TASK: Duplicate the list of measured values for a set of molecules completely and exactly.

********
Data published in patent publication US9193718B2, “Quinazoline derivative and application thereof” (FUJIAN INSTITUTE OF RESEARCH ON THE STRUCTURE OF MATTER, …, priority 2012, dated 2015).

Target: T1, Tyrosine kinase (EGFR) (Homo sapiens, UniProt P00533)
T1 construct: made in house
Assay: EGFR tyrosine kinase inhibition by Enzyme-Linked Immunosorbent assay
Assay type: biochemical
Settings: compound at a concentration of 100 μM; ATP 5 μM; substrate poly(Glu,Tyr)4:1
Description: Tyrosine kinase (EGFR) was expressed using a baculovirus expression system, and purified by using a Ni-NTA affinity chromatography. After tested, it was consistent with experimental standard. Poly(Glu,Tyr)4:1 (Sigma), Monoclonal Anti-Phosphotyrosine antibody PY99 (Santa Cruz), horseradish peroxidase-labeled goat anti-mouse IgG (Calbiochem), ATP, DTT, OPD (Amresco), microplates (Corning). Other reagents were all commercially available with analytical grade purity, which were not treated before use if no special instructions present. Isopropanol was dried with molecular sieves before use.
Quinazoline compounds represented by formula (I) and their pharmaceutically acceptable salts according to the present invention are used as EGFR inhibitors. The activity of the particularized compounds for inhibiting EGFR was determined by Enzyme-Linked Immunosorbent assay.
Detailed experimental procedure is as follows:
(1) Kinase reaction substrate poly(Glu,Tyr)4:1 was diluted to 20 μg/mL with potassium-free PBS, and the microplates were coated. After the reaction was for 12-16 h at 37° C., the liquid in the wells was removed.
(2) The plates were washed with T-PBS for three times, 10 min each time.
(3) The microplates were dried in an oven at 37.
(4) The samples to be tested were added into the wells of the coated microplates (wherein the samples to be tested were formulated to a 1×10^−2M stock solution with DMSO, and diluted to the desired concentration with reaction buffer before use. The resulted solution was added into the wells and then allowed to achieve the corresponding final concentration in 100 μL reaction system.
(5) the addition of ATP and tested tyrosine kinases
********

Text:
Data published in patent publication US9193718B2, “Quinazoline derivative and application thereof” (FUJIAN INSTITUTE OF RESEARCH ON THE STRUCTURE OF MATTER, …, priority 2012, dated 2015).

Target: T1, Tyrosine kinase (EGFR) (Homo sapiens, UniProt P00533)
T1 construct: made in house
Assay: EGFR tyrosine kinase inhibition by Enzyme-Linked Immunosorbent assay
Assay type: biochemical
Settings: compound at a concentration of 100 μM; ATP 5 μM; substrate poly(Glu,Tyr)4:1
Description: Tyrosine kinase (EGFR) was expressed using a baculovirus expression system, and purified by using a Ni-NTA affinity chromatography. After tested, it was consistent with experimental standard. Poly(Glu,Tyr)4:1 (Sigma), Monoclonal Anti-Phosphotyrosine antibody PY99 (Santa Cruz), horseradish peroxidase-labeled goat anti-mouse IgG (Calbiochem), ATP, DTT, OPD (Amresco), microplates (Corning). Other reagents were all commercially available with analytical grade purity, which were not treated before use if no special instructions present. Isopropanol was dried with molecular sieves before use.
Quinazoline compounds represented by formula (I) and their pharmaceutically acceptable salts according to the present invention are used as EGFR inhibitors. The activity of the particularized compounds for inhibiting EGFR was determined by Enzyme-Linked Immunosorbent assay.
Detailed experimental procedure is as follows:
(1) Kinase reaction substrate poly(Glu,Tyr)4:1 was diluted to 20 μg/mL with potassium-free PBS, and the microplates were coated. After the reaction was for 12-16 h at 37° C., the liquid in the wells was removed.
(2) The plates were washed with T-PBS for three times, 10 min each time.
(3) The microplates were dried in an oven at 37.
(4) The samples to be tested were added into the wells of the coated microplates (wherein the samples to be tested were formulated to a 1×10^−2M stock solution with DMSO, and diluted to the desired concentration with reaction buffer before use. The resulted solution was added into the wells and then allowed to achieve the corresponding final concentration in 100 μL reaction system.
(5) the addition of ATP and tested tyrosine kinases